Inventory and Appraisement.  This is like an expanded version of the joint spreadsheet used in Collaborative cases, but with a lot more detail, and each side prepares their own.  That means more than twice the cost.

Depositions.  These are a means of discovery where a witness is under oath and is asked questions by one or both attorneys.  There can be a number of these.  Each client will pay for the attorney's fees and some court reporter cost.

Mediation.  Most cases will settle in mediation.  The problem is that mediation usually takes place after many months, often just before trial.  You will pay the mediator as well as your own attorney.

Trial.  If mediation fails, you will go to trial. In Tarrant County, it usually takes 9 months to a year or more to get to trial.  Trials are also very expensive.

Paperwork. In addition to theses steps, there will be a lot of paperwork, from letters back and forth to pleadings and orders and discovery documents. It all costs money.

Bottom Line:  While Collaborative cases may seem expensive if viewed with no context or comparison to litigation, they actually are usually a lot cheaper than contested litigated cases.  In the Collaborative process, there are no hearings, discovery, Inventory, depositions or trial.  There's usually no mediation and there's a lot less paperwork.

If you want to compare processes, look at all the costs!


Wednesday, January 15, 2014

Does Shared Parenting Require an Amicable Relationship?


Joint custody is easy to imagine where the parents get along even after splitting up.  What about the significant number of cases where the parents don't like each other?  How can they work together in a shared custody arrangement?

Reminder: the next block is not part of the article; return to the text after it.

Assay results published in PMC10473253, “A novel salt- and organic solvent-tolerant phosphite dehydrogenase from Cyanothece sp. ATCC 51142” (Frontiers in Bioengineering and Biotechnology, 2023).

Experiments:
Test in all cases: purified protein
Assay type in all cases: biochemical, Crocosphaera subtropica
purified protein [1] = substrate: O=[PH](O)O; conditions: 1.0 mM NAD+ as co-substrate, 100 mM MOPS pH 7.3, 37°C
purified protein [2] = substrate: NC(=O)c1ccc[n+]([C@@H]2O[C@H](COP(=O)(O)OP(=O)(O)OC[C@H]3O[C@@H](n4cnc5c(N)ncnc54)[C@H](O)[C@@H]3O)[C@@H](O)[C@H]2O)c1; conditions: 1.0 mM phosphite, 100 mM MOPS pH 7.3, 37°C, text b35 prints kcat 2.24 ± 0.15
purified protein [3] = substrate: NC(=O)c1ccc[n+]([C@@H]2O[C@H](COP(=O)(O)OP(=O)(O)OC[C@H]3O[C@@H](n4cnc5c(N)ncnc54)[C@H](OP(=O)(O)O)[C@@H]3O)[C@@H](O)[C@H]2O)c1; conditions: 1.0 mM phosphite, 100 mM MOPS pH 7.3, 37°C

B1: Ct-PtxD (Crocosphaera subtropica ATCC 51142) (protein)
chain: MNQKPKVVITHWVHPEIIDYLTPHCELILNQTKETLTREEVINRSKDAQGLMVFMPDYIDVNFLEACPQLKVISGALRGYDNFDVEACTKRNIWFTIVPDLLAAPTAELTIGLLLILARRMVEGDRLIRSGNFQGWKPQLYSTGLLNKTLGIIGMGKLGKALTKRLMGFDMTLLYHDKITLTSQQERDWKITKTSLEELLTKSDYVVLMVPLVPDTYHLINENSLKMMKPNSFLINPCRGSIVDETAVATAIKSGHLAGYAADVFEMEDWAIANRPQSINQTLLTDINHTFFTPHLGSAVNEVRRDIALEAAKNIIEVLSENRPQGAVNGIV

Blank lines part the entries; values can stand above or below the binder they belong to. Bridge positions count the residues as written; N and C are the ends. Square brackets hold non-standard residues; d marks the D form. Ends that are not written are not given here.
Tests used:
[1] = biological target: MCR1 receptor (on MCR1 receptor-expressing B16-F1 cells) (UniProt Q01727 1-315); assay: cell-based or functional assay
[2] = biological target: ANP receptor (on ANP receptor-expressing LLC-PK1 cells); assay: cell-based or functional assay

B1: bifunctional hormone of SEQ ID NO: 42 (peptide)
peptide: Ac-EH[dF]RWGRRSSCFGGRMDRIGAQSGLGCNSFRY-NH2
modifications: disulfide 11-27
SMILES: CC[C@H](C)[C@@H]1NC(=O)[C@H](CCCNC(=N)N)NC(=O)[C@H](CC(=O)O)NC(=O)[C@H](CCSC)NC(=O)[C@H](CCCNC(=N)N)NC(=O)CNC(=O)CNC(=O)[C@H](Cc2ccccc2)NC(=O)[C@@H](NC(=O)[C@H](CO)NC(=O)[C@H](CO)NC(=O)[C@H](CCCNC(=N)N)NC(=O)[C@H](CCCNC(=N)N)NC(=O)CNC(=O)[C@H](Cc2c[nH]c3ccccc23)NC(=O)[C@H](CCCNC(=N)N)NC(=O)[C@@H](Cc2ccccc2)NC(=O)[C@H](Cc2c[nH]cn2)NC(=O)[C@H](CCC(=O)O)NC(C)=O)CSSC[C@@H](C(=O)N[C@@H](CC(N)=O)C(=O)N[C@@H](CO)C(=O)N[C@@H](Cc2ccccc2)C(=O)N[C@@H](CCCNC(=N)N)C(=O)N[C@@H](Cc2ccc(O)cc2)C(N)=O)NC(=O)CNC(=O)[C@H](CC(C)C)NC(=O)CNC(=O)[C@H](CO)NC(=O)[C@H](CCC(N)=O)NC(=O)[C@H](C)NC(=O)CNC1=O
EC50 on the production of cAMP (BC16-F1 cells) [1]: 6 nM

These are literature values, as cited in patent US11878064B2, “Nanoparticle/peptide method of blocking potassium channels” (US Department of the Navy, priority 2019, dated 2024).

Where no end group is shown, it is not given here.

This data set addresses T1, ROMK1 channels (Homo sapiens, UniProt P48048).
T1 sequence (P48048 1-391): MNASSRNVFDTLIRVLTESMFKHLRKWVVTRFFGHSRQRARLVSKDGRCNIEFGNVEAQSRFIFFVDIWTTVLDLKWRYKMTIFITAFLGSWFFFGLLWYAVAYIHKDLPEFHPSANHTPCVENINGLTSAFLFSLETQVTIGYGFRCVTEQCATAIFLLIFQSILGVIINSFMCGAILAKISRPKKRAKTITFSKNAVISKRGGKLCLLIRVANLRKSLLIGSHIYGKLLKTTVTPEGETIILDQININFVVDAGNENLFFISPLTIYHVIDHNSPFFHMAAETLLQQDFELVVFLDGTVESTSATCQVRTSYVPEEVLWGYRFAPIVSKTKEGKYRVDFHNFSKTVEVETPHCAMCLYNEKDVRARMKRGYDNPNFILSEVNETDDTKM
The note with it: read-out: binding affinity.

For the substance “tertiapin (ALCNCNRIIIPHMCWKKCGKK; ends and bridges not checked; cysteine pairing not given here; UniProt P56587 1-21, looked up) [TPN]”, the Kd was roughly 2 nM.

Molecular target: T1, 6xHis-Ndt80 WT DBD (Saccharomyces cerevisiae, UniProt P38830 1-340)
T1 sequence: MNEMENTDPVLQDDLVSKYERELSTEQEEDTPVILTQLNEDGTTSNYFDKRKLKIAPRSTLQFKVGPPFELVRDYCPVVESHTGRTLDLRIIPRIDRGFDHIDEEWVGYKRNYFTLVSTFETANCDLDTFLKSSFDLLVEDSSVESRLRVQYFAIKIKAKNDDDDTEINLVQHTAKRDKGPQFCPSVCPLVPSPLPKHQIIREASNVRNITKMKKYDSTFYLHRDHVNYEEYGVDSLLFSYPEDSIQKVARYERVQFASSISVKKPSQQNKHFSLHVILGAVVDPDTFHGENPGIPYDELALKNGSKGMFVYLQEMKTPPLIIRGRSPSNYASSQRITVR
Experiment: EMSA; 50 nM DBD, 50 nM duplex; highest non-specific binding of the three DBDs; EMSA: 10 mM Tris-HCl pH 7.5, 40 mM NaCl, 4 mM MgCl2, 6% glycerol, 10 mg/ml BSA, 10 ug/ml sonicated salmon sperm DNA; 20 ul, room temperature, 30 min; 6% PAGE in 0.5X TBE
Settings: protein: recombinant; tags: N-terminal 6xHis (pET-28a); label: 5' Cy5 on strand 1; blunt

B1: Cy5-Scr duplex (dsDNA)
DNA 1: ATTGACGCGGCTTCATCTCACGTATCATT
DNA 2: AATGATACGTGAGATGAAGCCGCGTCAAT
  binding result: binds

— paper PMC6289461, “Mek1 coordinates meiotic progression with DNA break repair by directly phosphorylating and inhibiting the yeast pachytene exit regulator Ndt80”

Texas law provides a presumption that parents should be in a joint custody relationship, although that does not mean 50-50 time sharing or any other particular arrangement.  Joint managing conservatorship, the legalese term, is just a title.  The real meaning comes from how the time is shared between parents and how the powers, rights and duties of parents are shared between parents.

So how can parents share parenting if they can't get along?  It's certainly more difficult than when the parties like or tolerate each other.  There are some ways to approach such a situation to assure successful co-parenting.

1.  Focus on the kids first, not the parents.  Try to keep the children's lives has unchanged as possible, keeping in mind that their needs will constantly evolve as they age.  Mainly, don't think in "ownership" terms about "my time" or "my children".  Put the focus on what the children need or want and how they can best be attended to.  Don't make it a control fight between parents.

2.  Add structure.  Sometimes locking down schedules and responsibilities takes away the need or opportunity to pick fights between parents.  If everything is clearly defined in court orders, that should help avoid or minimize the conflict.

3.  Model good behavior.  In the long run, the children will benefit if at least one parent models good behavior.  Hopefully, the other parent will start to follow suit.  If not, keep a stiff upper lip and be the better person.  It's good for the kids.

4.  Practice good communication with the other parent.  Don't be argumentative.  Don't make derogatory  comments about the other parent.  Stick to the facts.  Don't worry about blame.  If there are problems, just fix them.  Be on time and be polite.

5.  Take a class on co-parenting.  Many courts require such a class.  It's best to take a class in person (your attorney can help you find a good one), but you can also take one on line.  It would be great for both parents to take the same class, but it's still good if just one takes the class.  And, as is true in many other matters, refresher classes in the future would be helpful also!

Regardless of how well you get along with the other parent, hopefully you can find some common ground around the children and learn to work together.  Good luck!



Wednesday, January 1, 2014

Is Collaborative Law a Good Fit for You?